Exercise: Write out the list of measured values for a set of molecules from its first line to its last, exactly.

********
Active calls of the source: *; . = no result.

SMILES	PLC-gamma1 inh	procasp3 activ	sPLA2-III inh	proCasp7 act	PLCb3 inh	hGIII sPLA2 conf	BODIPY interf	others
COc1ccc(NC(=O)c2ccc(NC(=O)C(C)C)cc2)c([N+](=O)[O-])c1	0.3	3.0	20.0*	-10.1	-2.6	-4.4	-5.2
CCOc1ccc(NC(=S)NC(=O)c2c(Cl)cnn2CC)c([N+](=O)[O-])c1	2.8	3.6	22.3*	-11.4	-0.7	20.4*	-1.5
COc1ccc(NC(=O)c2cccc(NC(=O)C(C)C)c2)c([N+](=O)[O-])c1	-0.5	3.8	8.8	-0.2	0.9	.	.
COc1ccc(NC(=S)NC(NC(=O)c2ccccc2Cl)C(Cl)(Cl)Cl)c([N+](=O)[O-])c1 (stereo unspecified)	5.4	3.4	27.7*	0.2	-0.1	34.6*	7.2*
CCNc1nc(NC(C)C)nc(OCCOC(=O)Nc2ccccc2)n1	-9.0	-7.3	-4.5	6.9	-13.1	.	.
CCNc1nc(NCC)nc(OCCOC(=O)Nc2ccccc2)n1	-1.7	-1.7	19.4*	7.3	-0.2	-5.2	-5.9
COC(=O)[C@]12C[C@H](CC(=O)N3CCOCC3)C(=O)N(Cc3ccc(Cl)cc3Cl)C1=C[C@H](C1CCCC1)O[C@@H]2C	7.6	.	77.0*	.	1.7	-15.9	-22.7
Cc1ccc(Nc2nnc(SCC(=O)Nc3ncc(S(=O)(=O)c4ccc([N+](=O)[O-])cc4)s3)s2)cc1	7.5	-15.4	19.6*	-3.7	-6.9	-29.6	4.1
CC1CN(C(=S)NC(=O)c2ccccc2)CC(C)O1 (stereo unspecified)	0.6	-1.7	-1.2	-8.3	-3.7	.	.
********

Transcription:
Active calls of the source: *; . = no result.

SMILES	PLC-gamma1 inh	procasp3 activ	sPLA2-III inh	proCasp7 act	PLCb3 inh	hGIII sPLA2 conf	BODIPY interf	others
COc1ccc(NC(=O)c2ccc(NC(=O)C(C)C)cc2)c([N+](=O)[O-])c1	0.3	3.0	20.0*	-10.1	-2.6	-4.4	-5.2
CCOc1ccc(NC(=S)NC(=O)c2c(Cl)cnn2CC)c([N+](=O)[O-])c1	2.8	3.6	22.3*	-11.4	-0.7	20.4*	-1.5
COc1ccc(NC(=O)c2cccc(NC(=O)C(C)C)c2)c([N+](=O)[O-])c1	-0.5	3.8	8.8	-0.2	0.9	.	.
COc1ccc(NC(=S)NC(NC(=O)c2ccccc2Cl)C(Cl)(Cl)Cl)c([N+](=O)[O-])c1 (stereo unspecified)	5.4	3.4	27.7*	0.2	-0.1	34.6*	7.2*
CCNc1nc(NC(C)C)nc(OCCOC(=O)Nc2ccccc2)n1	-9.0	-7.3	-4.5	6.9	-13.1	.	.
CCNc1nc(NCC)nc(OCCOC(=O)Nc2ccccc2)n1	-1.7	-1.7	19.4*	7.3	-0.2	-5.2	-5.9
COC(=O)[C@]12C[C@H](CC(=O)N3CCOCC3)C(=O)N(Cc3ccc(Cl)cc3Cl)C1=C[C@H](C1CCCC1)O[C@@H]2C	7.6	.	77.0*	.	1.7	-15.9	-22.7
Cc1ccc(Nc2nnc(SCC(=O)Nc3ncc(S(=O)(=O)c4ccc([N+](=O)[O-])cc4)s3)s2)cc1	7.5	-15.4	19.6*	-3.7	-6.9	-29.6	4.1
CC1CN(C(=S)NC(=O)c2ccccc2)CC(C)O1 (stereo unspecified)	0.6	-1.7	-1.2	-8.3	-3.7	.	.